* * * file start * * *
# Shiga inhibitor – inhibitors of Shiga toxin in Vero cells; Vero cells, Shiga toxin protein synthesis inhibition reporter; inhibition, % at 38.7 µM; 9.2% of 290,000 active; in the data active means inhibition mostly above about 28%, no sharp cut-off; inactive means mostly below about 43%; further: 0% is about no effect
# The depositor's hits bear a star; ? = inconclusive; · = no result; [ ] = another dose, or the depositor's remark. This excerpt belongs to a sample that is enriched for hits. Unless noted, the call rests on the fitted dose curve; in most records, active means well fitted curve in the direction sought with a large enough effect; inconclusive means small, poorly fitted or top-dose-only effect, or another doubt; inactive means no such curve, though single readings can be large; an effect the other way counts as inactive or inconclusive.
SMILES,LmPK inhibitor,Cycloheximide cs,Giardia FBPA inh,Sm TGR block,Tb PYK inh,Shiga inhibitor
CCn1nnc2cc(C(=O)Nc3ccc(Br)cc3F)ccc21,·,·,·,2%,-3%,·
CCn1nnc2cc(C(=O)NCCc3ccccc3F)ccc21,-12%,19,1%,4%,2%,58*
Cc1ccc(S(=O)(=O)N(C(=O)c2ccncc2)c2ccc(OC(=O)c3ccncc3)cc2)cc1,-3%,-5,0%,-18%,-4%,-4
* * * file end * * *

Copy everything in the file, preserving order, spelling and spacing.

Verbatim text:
# Shiga inhibitor – inhibitors of Shiga toxin in Vero cells; Vero cells, Shiga toxin protein synthesis inhibition reporter; inhibition, % at 38.7 µM; 9.2% of 290,000 active; in the data active means inhibition mostly above about 28%, no sharp cut-off; inactive means mostly below about 43%; further: 0% is about no effect
# The depositor's hits bear a star; ? = inconclusive; · = no result; [ ] = another dose, or the depositor's remark. This excerpt belongs to a sample that is enriched for hits. Unless noted, the call rests on the fitted dose curve; in most records, active means well fitted curve in the direction sought with a large enough effect; inconclusive means small, poorly fitted or top-dose-only effect, or another doubt; inactive means no such curve, though single readings can be large; an effect the other way counts as inactive or inconclusive.
SMILES,LmPK inhibitor,Cycloheximide cs,Giardia FBPA inh,Sm TGR block,Tb PYK inh,Shiga inhibitor
CCn1nnc2cc(C(=O)Nc3ccc(Br)cc3F)ccc21,·,·,·,2%,-3%,·
CCn1nnc2cc(C(=O)NCCc3ccccc3F)ccc21,-12%,19,1%,4%,2%,58*
Cc1ccc(S(=O)(=O)N(C(=O)c2ccncc2)c2ccc(OC(=O)c3ccncc3)cc2)cc1,-3%,-5,0%,-18%,-4%,-4